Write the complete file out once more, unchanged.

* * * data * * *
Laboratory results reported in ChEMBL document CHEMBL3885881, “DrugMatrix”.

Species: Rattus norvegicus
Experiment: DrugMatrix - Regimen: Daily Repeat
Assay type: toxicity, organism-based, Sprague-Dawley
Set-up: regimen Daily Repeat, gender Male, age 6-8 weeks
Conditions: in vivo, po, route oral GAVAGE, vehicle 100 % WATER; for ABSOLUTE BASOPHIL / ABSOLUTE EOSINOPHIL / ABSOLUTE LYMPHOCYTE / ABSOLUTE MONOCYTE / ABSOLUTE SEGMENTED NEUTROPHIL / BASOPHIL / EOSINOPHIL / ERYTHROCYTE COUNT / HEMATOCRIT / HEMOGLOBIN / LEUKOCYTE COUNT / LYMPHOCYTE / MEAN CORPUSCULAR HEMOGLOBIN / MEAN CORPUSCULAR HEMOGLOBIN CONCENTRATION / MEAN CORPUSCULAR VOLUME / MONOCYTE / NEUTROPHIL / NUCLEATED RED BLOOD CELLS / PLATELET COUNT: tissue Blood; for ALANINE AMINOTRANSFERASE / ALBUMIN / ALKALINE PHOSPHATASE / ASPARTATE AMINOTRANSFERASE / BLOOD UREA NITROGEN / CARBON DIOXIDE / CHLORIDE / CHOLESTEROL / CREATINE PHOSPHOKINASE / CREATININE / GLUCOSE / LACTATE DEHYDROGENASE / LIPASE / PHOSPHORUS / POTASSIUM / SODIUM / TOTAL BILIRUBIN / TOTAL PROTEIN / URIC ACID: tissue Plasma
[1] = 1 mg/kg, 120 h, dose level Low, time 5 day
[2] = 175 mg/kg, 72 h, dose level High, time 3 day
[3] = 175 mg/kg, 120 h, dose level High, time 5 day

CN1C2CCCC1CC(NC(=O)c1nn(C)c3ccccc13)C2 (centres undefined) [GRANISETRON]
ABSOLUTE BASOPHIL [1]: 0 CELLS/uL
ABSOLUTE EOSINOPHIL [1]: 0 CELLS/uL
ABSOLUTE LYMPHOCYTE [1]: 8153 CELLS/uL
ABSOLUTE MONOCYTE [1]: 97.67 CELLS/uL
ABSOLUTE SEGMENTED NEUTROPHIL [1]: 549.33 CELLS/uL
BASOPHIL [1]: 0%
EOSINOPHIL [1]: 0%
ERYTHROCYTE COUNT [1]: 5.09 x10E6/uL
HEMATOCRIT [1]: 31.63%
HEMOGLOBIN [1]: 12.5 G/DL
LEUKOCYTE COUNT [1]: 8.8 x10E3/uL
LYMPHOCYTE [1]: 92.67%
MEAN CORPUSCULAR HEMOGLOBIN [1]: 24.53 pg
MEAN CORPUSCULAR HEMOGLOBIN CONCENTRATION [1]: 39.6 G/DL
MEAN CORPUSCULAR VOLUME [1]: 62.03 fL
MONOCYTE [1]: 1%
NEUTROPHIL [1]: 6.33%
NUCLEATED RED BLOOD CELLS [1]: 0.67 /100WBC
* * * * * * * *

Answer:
Laboratory results reported in ChEMBL document CHEMBL3885881, “DrugMatrix”.

Species: Rattus norvegicus
Experiment: DrugMatrix - Regimen: Daily Repeat
Assay type: toxicity, organism-based, Sprague-Dawley
Set-up: regimen Daily Repeat, gender Male, age 6-8 weeks
Conditions: in vivo, po, route oral GAVAGE, vehicle 100 % WATER; for ABSOLUTE BASOPHIL / ABSOLUTE EOSINOPHIL / ABSOLUTE LYMPHOCYTE / ABSOLUTE MONOCYTE / ABSOLUTE SEGMENTED NEUTROPHIL / BASOPHIL / EOSINOPHIL / ERYTHROCYTE COUNT / HEMATOCRIT / HEMOGLOBIN / LEUKOCYTE COUNT / LYMPHOCYTE / MEAN CORPUSCULAR HEMOGLOBIN / MEAN CORPUSCULAR HEMOGLOBIN CONCENTRATION / MEAN CORPUSCULAR VOLUME / MONOCYTE / NEUTROPHIL / NUCLEATED RED BLOOD CELLS / PLATELET COUNT: tissue Blood; for ALANINE AMINOTRANSFERASE / ALBUMIN / ALKALINE PHOSPHATASE / ASPARTATE AMINOTRANSFERASE / BLOOD UREA NITROGEN / CARBON DIOXIDE / CHLORIDE / CHOLESTEROL / CREATINE PHOSPHOKINASE / CREATININE / GLUCOSE / LACTATE DEHYDROGENASE / LIPASE / PHOSPHORUS / POTASSIUM / SODIUM / TOTAL BILIRUBIN / TOTAL PROTEIN / URIC ACID: tissue Plasma
[1] = 1 mg/kg, 120 h, dose level Low, time 5 day
[2] = 175 mg/kg, 72 h, dose level High, time 3 day
[3] = 175 mg/kg, 120 h, dose level High, time 5 day

CN1C2CCCC1CC(NC(=O)c1nn(C)c3ccccc13)C2 (centres undefined) [GRANISETRON]
ABSOLUTE BASOPHIL [1]: 0 CELLS/uL
ABSOLUTE EOSINOPHIL [1]: 0 CELLS/uL
ABSOLUTE LYMPHOCYTE [1]: 8153 CELLS/uL
ABSOLUTE MONOCYTE [1]: 97.67 CELLS/uL
ABSOLUTE SEGMENTED NEUTROPHIL [1]: 549.33 CELLS/uL
BASOPHIL [1]: 0%
EOSINOPHIL [1]: 0%
ERYTHROCYTE COUNT [1]: 5.09 x10E6/uL
HEMATOCRIT [1]: 31.63%
HEMOGLOBIN [1]: 12.5 G/DL
LEUKOCYTE COUNT [1]: 8.8 x10E3/uL
LYMPHOCYTE [1]: 92.67%
MEAN CORPUSCULAR HEMOGLOBIN [1]: 24.53 pg
MEAN CORPUSCULAR HEMOGLOBIN CONCENTRATION [1]: 39.6 G/DL
MEAN CORPUSCULAR VOLUME [1]: 62.03 fL
MONOCYTE [1]: 1%
NEUTROPHIL [1]: 6.33%
NUCLEATED RED BLOOD CELLS [1]: 0.67 /100WBC